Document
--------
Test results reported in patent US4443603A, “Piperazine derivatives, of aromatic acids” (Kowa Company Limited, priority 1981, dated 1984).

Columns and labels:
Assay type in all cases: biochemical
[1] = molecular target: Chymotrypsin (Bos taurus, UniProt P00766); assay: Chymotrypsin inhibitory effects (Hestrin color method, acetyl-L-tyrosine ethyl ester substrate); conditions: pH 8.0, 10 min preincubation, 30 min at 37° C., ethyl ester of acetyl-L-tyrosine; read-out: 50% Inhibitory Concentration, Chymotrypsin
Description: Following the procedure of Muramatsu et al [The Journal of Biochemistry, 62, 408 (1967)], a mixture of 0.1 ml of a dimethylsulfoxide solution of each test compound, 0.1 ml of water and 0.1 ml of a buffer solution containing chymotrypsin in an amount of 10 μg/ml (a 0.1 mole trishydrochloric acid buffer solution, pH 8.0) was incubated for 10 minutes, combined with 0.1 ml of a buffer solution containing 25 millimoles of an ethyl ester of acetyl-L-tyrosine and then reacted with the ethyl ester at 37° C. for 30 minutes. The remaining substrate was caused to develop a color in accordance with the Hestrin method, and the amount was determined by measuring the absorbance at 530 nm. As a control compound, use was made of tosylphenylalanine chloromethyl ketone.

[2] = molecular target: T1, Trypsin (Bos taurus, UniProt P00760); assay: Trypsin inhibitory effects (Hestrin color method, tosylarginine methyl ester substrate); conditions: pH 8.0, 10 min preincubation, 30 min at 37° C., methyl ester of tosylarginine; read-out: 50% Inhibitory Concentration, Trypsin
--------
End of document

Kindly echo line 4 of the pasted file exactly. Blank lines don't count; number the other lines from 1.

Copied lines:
[1] = molecular target: Chymotrypsin (Bos taurus, UniProt P00766); assay: Chymotrypsin inhibitory effects (Hestrin color method, acetyl-L-tyrosine ethyl ester substrate); conditions: pH 8.0, 10 min preincubation, 30 min at 37° C., ethyl ester of acetyl-L-tyrosine; read-out: 50% Inhibitory Concentration, Chymotrypsin